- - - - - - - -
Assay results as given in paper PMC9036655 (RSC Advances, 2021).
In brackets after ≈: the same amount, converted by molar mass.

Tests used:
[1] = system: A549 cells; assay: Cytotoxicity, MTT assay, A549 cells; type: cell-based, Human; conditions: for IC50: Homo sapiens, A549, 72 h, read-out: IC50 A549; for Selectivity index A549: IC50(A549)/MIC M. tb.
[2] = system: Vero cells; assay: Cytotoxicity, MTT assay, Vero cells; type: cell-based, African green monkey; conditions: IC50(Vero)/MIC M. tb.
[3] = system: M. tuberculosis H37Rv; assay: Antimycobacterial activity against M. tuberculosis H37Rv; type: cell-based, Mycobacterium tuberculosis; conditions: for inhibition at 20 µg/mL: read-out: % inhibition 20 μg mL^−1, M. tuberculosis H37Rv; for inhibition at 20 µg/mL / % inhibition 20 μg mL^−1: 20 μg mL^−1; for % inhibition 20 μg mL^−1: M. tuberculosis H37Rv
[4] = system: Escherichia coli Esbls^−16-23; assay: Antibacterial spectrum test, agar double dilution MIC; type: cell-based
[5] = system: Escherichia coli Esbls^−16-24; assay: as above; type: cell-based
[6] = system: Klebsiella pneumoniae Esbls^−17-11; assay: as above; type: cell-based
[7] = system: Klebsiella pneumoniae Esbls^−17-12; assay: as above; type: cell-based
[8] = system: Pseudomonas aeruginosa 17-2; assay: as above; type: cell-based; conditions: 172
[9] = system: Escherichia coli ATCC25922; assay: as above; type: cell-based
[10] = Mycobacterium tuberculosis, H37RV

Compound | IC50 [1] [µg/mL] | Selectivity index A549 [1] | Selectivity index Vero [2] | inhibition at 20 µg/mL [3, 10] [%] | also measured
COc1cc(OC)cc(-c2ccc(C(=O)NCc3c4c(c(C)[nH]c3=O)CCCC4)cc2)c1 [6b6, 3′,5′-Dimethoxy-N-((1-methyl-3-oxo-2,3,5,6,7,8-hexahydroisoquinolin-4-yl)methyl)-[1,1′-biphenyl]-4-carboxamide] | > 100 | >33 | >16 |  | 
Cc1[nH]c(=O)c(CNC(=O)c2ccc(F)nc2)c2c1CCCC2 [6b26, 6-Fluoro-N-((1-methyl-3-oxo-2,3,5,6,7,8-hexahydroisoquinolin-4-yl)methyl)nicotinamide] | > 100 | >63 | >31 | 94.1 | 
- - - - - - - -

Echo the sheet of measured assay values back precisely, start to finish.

Assay results as given in paper PMC9036655 (RSC Advances, 2021).
In brackets after ≈: the same amount, converted by molar mass.

Tests used:
[1] = system: A549 cells; assay: Cytotoxicity, MTT assay, A549 cells; type: cell-based, Human; conditions: for IC50: Homo sapiens, A549, 72 h, read-out: IC50 A549; for Selectivity index A549: IC50(A549)/MIC M. tb.
[2] = system: Vero cells; assay: Cytotoxicity, MTT assay, Vero cells; type: cell-based, African green monkey; conditions: IC50(Vero)/MIC M. tb.
[3] = system: M. tuberculosis H37Rv; assay: Antimycobacterial activity against M. tuberculosis H37Rv; type: cell-based, Mycobacterium tuberculosis; conditions: for inhibition at 20 µg/mL: read-out: % inhibition 20 μg mL^−1, M. tuberculosis H37Rv; for inhibition at 20 µg/mL / % inhibition 20 μg mL^−1: 20 μg mL^−1; for % inhibition 20 μg mL^−1: M. tuberculosis H37Rv
[4] = system: Escherichia coli Esbls^−16-23; assay: Antibacterial spectrum test, agar double dilution MIC; type: cell-based
[5] = system: Escherichia coli Esbls^−16-24; assay: as above; type: cell-based
[6] = system: Klebsiella pneumoniae Esbls^−17-11; assay: as above; type: cell-based
[7] = system: Klebsiella pneumoniae Esbls^−17-12; assay: as above; type: cell-based
[8] = system: Pseudomonas aeruginosa 17-2; assay: as above; type: cell-based; conditions: 172
[9] = system: Escherichia coli ATCC25922; assay: as above; type: cell-based
[10] = Mycobacterium tuberculosis, H37RV

Compound | IC50 [1] [µg/mL] | Selectivity index A549 [1] | Selectivity index Vero [2] | inhibition at 20 µg/mL [3, 10] [%] | also measured
COc1cc(OC)cc(-c2ccc(C(=O)NCc3c4c(c(C)[nH]c3=O)CCCC4)cc2)c1 [6b6, 3′,5′-Dimethoxy-N-((1-methyl-3-oxo-2,3,5,6,7,8-hexahydroisoquinolin-4-yl)methyl)-[1,1′-biphenyl]-4-carboxamide] | > 100 | >33 | >16 |  | 
Cc1[nH]c(=O)c(CNC(=O)c2ccc(F)nc2)c2c1CCCC2 [6b26, 6-Fluoro-N-((1-methyl-3-oxo-2,3,5,6,7,8-hexahydroisoquinolin-4-yl)methyl)nicotinamide] | > 100 | >63 | >31 | 94.1 | 